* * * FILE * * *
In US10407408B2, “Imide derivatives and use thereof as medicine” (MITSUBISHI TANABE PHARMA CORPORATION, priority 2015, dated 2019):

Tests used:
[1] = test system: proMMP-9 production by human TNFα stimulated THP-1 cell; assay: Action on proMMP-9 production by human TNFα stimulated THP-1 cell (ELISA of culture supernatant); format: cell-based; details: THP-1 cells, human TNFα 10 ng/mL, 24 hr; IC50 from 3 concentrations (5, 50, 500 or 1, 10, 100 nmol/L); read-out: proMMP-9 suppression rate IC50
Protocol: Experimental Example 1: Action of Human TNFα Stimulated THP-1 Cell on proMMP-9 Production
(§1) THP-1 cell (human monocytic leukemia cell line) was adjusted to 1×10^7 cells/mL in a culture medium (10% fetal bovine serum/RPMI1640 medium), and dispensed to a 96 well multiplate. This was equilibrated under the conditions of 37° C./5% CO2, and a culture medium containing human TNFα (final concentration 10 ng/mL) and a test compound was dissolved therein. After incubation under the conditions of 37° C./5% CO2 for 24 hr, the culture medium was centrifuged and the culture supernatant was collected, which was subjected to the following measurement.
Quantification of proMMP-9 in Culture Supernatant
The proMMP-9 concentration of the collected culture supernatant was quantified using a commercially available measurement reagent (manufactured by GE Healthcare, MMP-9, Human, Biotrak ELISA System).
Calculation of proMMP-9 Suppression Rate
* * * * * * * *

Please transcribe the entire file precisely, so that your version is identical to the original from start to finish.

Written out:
In US10407408B2, “Imide derivatives and use thereof as medicine” (MITSUBISHI TANABE PHARMA CORPORATION, priority 2015, dated 2019):

Tests used:
[1] = test system: proMMP-9 production by human TNFα stimulated THP-1 cell; assay: Action on proMMP-9 production by human TNFα stimulated THP-1 cell (ELISA of culture supernatant); format: cell-based; details: THP-1 cells, human TNFα 10 ng/mL, 24 hr; IC50 from 3 concentrations (5, 50, 500 or 1, 10, 100 nmol/L); read-out: proMMP-9 suppression rate IC50
Protocol: Experimental Example 1: Action of Human TNFα Stimulated THP-1 Cell on proMMP-9 Production
(§1) THP-1 cell (human monocytic leukemia cell line) was adjusted to 1×10^7 cells/mL in a culture medium (10% fetal bovine serum/RPMI1640 medium), and dispensed to a 96 well multiplate. This was equilibrated under the conditions of 37° C./5% CO2, and a culture medium containing human TNFα (final concentration 10 ng/mL) and a test compound was dissolved therein. After incubation under the conditions of 37° C./5% CO2 for 24 hr, the culture medium was centrifuged and the culture supernatant was collected, which was subjected to the following measurement.
Quantification of proMMP-9 in Culture Supernatant
The proMMP-9 concentration of the collected culture supernatant was quantified using a commercially available measurement reagent (manufactured by GE Healthcare, MMP-9, Human, Biotrak ELISA System).
Calculation of proMMP-9 Suppression Rate